Twins quieted in finale of Astros series
Minnesota managed just two hits on the day
When Jacob deGrom left the Mets this offseason, the big-market, big-spending team immediately rushed to replace him, signing Justin Verlander to a megadeal days later.
The Astros, in response, did not go out and sign an external replacement to replace the Cy Young Award winner this offseason, instead opting to fill their rotation internally.
They did so with Hunter Brown, their top pitching prospect, a Detroit native who grew up idolizing Verlander and who put on his best Verlander impression on Sunday. That is to say: shutting down the Twins, like his childhood hero has done so many times.
The rookie Brown limited the Twins to just a pair of hits on Sunday as the Astros staved off a sweep with a 5-1 win over the Twins in the series finale at Target Field.
“They were calling him, what, Baby Verlander last year or something?” catcher Ryan Jeffers said. “I think if he’s leaving his cutter a little bit more over the plate, it’s a little more hittable, but he did such a good job … getting it to where it needed to be and then using the curveball when he needed to use the curveball and keeping that in the right spot.”
He also averaged 96.4 miles per hour on his four-seamer, getting it all the way up to 98.2 in his seven-inning outing.
The only run the Twins (6-3) scored was unearned and came in the fourth inning when Byron Buxton ended up on second as a result of a single and an error and scored on a Donovan Solano double.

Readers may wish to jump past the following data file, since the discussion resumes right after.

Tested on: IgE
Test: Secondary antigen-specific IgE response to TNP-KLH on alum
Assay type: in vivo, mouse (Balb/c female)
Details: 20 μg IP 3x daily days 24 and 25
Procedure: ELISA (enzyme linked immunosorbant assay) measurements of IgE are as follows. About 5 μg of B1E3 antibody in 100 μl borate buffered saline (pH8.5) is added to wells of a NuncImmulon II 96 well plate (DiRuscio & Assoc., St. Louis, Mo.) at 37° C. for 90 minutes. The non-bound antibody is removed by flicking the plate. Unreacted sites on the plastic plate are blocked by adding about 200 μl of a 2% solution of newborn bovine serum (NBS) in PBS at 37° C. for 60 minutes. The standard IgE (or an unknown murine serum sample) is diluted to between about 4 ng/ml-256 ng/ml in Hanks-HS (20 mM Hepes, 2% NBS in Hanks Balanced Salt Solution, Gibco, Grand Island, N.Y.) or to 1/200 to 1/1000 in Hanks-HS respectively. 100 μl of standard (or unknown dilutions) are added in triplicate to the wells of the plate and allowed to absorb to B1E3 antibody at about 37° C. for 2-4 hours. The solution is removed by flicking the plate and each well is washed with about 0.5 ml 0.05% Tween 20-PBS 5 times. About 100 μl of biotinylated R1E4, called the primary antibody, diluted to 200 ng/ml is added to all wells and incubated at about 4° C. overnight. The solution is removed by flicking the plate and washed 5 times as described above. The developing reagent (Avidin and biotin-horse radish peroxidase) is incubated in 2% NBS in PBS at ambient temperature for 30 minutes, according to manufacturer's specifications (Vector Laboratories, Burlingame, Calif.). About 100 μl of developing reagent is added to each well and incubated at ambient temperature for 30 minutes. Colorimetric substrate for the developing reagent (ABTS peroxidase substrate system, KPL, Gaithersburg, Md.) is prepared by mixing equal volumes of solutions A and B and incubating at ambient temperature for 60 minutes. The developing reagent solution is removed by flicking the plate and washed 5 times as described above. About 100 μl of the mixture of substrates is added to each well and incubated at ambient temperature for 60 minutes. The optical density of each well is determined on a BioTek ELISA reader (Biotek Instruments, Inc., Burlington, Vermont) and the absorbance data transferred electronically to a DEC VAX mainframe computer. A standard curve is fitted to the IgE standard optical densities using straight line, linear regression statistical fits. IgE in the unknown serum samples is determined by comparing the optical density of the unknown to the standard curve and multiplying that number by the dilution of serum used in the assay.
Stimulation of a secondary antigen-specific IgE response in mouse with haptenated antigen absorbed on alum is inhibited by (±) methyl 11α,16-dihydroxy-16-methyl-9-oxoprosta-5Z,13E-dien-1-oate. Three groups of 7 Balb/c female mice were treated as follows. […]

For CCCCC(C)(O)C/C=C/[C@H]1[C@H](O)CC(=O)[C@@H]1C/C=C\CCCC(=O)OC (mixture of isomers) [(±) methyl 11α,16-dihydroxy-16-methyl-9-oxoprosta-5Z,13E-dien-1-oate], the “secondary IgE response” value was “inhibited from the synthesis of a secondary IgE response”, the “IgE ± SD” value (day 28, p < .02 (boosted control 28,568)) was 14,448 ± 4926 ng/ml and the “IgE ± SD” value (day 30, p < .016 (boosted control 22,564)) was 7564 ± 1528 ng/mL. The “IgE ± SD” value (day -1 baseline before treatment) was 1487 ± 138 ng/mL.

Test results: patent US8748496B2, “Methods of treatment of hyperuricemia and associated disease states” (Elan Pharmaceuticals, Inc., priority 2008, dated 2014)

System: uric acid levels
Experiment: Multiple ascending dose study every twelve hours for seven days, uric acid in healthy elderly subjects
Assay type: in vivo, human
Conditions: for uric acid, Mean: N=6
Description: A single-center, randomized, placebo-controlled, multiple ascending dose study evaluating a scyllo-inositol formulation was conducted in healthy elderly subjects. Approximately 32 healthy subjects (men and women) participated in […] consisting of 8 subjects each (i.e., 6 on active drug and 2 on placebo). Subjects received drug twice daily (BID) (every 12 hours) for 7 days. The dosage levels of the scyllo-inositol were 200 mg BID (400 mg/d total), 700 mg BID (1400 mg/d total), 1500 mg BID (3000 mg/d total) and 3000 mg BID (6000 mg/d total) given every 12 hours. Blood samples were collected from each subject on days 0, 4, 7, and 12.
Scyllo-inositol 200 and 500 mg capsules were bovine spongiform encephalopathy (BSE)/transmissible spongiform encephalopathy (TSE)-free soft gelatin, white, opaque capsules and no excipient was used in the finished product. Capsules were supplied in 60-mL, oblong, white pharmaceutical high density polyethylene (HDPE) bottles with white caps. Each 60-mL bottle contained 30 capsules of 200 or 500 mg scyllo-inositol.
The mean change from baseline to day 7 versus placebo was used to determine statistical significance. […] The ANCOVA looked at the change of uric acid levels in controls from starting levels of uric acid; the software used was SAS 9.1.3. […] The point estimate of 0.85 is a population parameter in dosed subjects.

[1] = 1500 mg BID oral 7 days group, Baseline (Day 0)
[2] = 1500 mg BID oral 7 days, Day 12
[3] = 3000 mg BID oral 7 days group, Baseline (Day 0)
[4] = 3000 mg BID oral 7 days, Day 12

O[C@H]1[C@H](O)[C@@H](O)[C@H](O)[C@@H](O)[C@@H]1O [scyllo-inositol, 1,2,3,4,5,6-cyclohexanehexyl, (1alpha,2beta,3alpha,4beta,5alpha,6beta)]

The other six innings? Nothing.
Brown retired the last nine hitters he faced in order, at that point pitching with a somewhat comfortable lead after Astros (4-6) teammate Chas McCormick got to Twins starter Tyler Mahle. Twice. Both times Mahle was one out away from escaping the inning with no damage. Twice, McCormick got to him instead.
In the second inning, McCormick deposited a slider on the outer edge of the plate just past the wall in right field. In the fifth, he shot a single up the middle past a diving Kyle Farmer into center field to bring home another pair of runs.
“It’s tough when I feel like I had good command of my stuff and threw some pretty good pitches to get beat,” Mahle said. “It’s tough on a day like this. But against a good team, you make mistakes, they’re going to get you.”
And on a day like Sunday, against Brown, there was little wiggle room for him.
“There’s a chance with the way (Mahle) pitched you can win that ballgame,” manager Rocco Baldelli said. “We’ve just got to put some runs on the board.”
Still, there was some solace for the Twins to take in the fact that they took a series from the defending World Series champions, a team they lost six games to last season.
“Looking at how we played these past three days, we pitched the ball well, we hit the ball well, outside of today,” Jeffers said. “ …I think we did a really good job the past two days of exposing guys that are good pitchers and putting some good swings on balls when we needed to. I think today, (Brown) was really good.”
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